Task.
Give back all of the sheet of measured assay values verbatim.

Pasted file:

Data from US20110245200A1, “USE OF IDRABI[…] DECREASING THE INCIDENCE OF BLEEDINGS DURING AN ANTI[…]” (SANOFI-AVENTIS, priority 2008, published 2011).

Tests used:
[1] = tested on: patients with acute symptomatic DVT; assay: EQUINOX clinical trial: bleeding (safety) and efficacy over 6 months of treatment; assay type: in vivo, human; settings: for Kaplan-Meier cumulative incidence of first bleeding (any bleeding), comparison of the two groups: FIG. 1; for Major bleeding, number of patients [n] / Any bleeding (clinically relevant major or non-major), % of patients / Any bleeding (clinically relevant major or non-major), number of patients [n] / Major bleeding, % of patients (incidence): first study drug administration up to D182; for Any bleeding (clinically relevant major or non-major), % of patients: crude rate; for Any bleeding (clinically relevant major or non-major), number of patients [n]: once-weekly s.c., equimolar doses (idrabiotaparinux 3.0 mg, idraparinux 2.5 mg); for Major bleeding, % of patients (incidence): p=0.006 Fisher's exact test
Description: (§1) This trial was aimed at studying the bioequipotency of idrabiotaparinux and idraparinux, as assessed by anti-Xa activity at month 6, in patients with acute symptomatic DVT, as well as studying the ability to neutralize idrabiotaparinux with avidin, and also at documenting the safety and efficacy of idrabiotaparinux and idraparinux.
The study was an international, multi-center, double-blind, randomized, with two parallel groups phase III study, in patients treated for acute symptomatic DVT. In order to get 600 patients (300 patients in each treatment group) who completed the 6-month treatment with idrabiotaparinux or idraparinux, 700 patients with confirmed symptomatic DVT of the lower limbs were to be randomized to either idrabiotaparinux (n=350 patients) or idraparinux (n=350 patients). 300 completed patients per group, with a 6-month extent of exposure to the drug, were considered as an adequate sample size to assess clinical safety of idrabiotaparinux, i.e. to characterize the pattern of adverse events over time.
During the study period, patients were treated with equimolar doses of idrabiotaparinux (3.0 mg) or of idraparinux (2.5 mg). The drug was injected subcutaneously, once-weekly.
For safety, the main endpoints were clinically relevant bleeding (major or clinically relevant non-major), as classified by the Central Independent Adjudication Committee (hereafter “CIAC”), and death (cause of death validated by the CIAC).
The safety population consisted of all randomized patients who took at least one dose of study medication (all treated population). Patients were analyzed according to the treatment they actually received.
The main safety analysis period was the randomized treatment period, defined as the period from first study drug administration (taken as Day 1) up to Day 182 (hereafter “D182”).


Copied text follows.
Data from US20110245200A1, “USE OF IDRABI[…] DECREASING THE INCIDENCE OF BLEEDINGS DURING AN ANTI[…]” (SANOFI-AVENTIS, priority 2008, published 2011).

Tests used:
[1] = tested on: patients with acute symptomatic DVT; assay: EQUINOX clinical trial: bleeding (safety) and efficacy over 6 months of treatment; assay type: in vivo, human; settings: for Kaplan-Meier cumulative incidence of first bleeding (any bleeding), comparison of the two groups: FIG. 1; for Major bleeding, number of patients [n] / Any bleeding (clinically relevant major or non-major), % of patients / Any bleeding (clinically relevant major or non-major), number of patients [n] / Major bleeding, % of patients (incidence): first study drug administration up to D182; for Any bleeding (clinically relevant major or non-major), % of patients: crude rate; for Any bleeding (clinically relevant major or non-major), number of patients [n]: once-weekly s.c., equimolar doses (idrabiotaparinux 3.0 mg, idraparinux 2.5 mg); for Major bleeding, % of patients (incidence): p=0.006 Fisher's exact test
Description: (§1) This trial was aimed at studying the bioequipotency of idrabiotaparinux and idraparinux, as assessed by anti-Xa activity at month 6, in patients with acute symptomatic DVT, as well as studying the ability to neutralize idrabiotaparinux with avidin, and also at documenting the safety and efficacy of idrabiotaparinux and idraparinux.
The study was an international, multi-center, double-blind, randomized, with two parallel groups phase III study, in patients treated for acute symptomatic DVT. In order to get 600 patients (300 patients in each treatment group) who completed the 6-month treatment with idrabiotaparinux or idraparinux, 700 patients with confirmed symptomatic DVT of the lower limbs were to be randomized to either idrabiotaparinux (n=350 patients) or idraparinux (n=350 patients). 300 completed patients per group, with a 6-month extent of exposure to the drug, were considered as an adequate sample size to assess clinical safety of idrabiotaparinux, i.e. to characterize the pattern of adverse events over time.
During the study period, patients were treated with equimolar doses of idrabiotaparinux (3.0 mg) or of idraparinux (2.5 mg). The drug was injected subcutaneously, once-weekly.
For safety, the main endpoints were clinically relevant bleeding (major or clinically relevant non-major), as classified by the Central Independent Adjudication Committee (hereafter “CIAC”), and death (cause of death validated by the CIAC).
The safety population consisted of all randomized patients who took at least one dose of study medication (all treated population). Patients were analyzed according to the treatment they actually received.
The main safety analysis period was the randomized treatment period, defined as the period from first study drug administration (taken as Day 1) up to Day 182 (hereafter “D182”).